Ms. Oddo: It all depends on the kind of payment plan they have selected and whether Freddie Mac or Fannie Mae loans are involved. Typical payment plans are income based and conventional student loans. Those with an income based payment have a higher debt to income ratio since it takes them longer to pay down the principal on the loan. If a party is in deferment on their student loans, i.e. not making any payments at all, their debt to income ratio is likely too high to support a creditor letting them open up a line of credit in their name and they would need a co-signer.

What about credit and debit cards?

Credit and debit cards are used in nearly identical ways. However, there are some significant differences you need to understand.

When you spend with a credit card, you are spending borrowed money!  Sometimes people use credit cards for monthly purchases or to take advantage of points or rewards. Be sure to pay credit cards off in full each month so that fees aren’t incurred.  Refrain from leaving small balances on credit cards that build up over time and carry interest charges. 

Debit cards are tied directly to your checking account.  If you don’t have the funds to cover the deduction and don’t have overdraft protection, the charge is declined and you are charged a hefty fee.  With overdraft protection, the bank honors the deduction and you pay interest to the bank.

One of the most significant differences between the two is the liability limit for fraudulent transactions. Under the Fair Credit Billing Act, with a credit card, you have no or minimal liability for unauthorized charges, and have recourse if what you purchased was damaged or not delivered.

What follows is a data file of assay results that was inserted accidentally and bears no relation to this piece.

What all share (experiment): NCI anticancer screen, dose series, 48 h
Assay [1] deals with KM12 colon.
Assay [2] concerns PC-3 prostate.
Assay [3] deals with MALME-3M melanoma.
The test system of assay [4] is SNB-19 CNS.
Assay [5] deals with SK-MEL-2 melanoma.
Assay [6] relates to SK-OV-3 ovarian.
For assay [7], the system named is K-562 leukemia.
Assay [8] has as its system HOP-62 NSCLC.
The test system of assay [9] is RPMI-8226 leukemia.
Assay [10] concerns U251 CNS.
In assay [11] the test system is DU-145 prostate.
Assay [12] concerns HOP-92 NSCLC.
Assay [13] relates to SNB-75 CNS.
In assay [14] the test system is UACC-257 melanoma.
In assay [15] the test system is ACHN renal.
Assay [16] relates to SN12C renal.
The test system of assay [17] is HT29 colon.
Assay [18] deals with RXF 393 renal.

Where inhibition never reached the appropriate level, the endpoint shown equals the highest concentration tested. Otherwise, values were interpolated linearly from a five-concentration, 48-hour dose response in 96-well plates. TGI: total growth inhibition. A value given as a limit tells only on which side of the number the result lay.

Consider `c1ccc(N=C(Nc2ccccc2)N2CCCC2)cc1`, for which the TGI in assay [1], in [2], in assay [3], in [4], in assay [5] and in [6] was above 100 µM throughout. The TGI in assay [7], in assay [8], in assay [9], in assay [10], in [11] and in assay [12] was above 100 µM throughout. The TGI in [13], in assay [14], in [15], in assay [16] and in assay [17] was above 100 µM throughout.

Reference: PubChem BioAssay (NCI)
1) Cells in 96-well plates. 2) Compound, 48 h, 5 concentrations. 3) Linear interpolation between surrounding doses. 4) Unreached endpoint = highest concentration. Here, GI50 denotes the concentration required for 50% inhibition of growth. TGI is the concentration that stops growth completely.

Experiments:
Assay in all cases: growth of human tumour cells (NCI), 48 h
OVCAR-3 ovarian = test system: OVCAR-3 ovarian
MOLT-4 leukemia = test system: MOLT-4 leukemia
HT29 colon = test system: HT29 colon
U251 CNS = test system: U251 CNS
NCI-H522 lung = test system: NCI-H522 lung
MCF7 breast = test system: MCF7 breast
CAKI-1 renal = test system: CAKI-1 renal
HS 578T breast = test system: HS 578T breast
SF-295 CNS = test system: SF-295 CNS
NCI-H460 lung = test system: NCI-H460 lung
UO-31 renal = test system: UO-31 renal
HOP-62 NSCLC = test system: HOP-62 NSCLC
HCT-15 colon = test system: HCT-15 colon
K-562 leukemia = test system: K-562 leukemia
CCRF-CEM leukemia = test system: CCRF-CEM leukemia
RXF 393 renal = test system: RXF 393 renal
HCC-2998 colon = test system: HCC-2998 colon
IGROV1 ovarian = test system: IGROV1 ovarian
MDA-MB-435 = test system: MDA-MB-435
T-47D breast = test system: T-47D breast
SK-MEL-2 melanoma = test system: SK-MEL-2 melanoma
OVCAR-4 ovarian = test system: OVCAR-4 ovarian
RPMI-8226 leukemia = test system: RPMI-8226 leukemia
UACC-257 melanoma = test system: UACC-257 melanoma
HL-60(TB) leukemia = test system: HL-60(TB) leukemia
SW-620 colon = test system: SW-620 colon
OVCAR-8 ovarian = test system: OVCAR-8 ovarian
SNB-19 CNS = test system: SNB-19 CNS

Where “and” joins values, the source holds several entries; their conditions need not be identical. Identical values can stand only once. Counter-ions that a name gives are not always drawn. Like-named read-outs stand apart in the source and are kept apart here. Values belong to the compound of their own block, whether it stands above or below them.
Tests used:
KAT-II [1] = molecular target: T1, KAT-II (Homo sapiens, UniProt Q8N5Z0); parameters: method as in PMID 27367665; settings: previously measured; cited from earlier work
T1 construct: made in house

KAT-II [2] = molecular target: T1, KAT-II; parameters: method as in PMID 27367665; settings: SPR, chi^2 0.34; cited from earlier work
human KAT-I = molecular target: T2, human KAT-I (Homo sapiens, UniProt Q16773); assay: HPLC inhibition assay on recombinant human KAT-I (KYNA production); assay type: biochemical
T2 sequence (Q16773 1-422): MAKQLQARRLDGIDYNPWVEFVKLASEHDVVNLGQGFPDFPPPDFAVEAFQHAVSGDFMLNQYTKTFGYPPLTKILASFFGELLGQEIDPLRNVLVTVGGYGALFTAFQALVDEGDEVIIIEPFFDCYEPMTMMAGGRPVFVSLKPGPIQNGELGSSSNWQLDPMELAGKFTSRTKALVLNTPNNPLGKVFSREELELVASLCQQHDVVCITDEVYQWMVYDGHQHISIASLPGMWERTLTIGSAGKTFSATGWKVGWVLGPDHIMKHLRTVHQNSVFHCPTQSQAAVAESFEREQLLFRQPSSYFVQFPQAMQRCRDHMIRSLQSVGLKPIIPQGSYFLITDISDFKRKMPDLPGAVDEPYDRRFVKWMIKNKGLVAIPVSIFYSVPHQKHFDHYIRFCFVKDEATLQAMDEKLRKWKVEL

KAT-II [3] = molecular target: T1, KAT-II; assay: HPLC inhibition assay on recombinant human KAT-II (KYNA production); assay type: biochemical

With a debit card, however, your liability depends largely when you report the unauthorized charges to your bank.  The worst case scenario is if you do not discover the fraudulent charges for more than 60 days after receiving the statement showing the activity, you could be held responsible for all charges after the 60 days.  Even IF you do alert the bank within the 60 day period, you could still be responsible for up to $500. This is why it's important to periodically check your credit card charges online even before the statement is issued online or sent snail mail.

The Certified Divorce Financial Analysts at the Divorce Resource Centre of Colorado are trained to recognize and help divorcing spouses prepare for the financial realities of divorce and plan for their futures. It only takes a 20 minute exploratory call with one of our staff to find out more.

For Important Divorce Documents, Complete the Form Below!

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Forms include: Asset Worksheet, Household Goods Inventory, Financial Checkup, Priorities Worksheet and Mandatory Financial Disclosures.

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At Divorce Resource Centre of Colorado, we have a team of seasoned Certified Divorce Financial Analysts (CDFA) who provide a cost-effective, respectful mediation process that allows couples and families to rebuild a secure post-divorce future.